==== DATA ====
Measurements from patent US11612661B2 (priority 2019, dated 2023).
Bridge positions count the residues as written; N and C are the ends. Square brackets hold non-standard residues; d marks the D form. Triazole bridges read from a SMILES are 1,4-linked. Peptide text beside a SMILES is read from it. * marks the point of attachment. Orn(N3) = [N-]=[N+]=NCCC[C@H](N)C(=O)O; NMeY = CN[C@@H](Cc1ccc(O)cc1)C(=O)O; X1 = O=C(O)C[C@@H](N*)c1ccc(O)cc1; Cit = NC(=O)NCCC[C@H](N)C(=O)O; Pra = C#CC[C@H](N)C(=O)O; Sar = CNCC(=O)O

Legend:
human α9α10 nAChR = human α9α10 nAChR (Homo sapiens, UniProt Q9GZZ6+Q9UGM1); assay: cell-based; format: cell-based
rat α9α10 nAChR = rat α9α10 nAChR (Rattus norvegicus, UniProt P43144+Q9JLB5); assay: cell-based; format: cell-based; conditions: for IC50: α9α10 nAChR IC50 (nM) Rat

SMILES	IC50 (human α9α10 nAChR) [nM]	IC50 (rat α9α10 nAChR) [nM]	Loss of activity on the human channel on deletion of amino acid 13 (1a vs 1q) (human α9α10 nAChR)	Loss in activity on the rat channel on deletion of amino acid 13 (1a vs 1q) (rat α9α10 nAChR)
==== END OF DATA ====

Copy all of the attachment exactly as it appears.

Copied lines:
Measurements from patent US11612661B2 (priority 2019, dated 2023).
Bridge positions count the residues as written; N and C are the ends. Square brackets hold non-standard residues; d marks the D form. Triazole bridges read from a SMILES are 1,4-linked. Peptide text beside a SMILES is read from it. * marks the point of attachment. Orn(N3) = [N-]=[N+]=NCCC[C@H](N)C(=O)O; NMeY = CN[C@@H](Cc1ccc(O)cc1)C(=O)O; X1 = O=C(O)C[C@@H](N*)c1ccc(O)cc1; Cit = NC(=O)NCCC[C@H](N)C(=O)O; Pra = C#CC[C@H](N)C(=O)O; Sar = CNCC(=O)O

Legend:
human α9α10 nAChR = human α9α10 nAChR (Homo sapiens, UniProt Q9GZZ6+Q9UGM1); assay: cell-based; format: cell-based
rat α9α10 nAChR = rat α9α10 nAChR (Rattus norvegicus, UniProt P43144+Q9JLB5); assay: cell-based; format: cell-based; conditions: for IC50: α9α10 nAChR IC50 (nM) Rat

SMILES	IC50 (human α9α10 nAChR) [nM]	IC50 (rat α9α10 nAChR) [nM]	Loss of activity on the human channel on deletion of amino acid 13 (1a vs 1q) (human α9α10 nAChR)	Loss in activity on the rat channel on deletion of amino acid 13 (1a vs 1q) (rat α9α10 nAChR)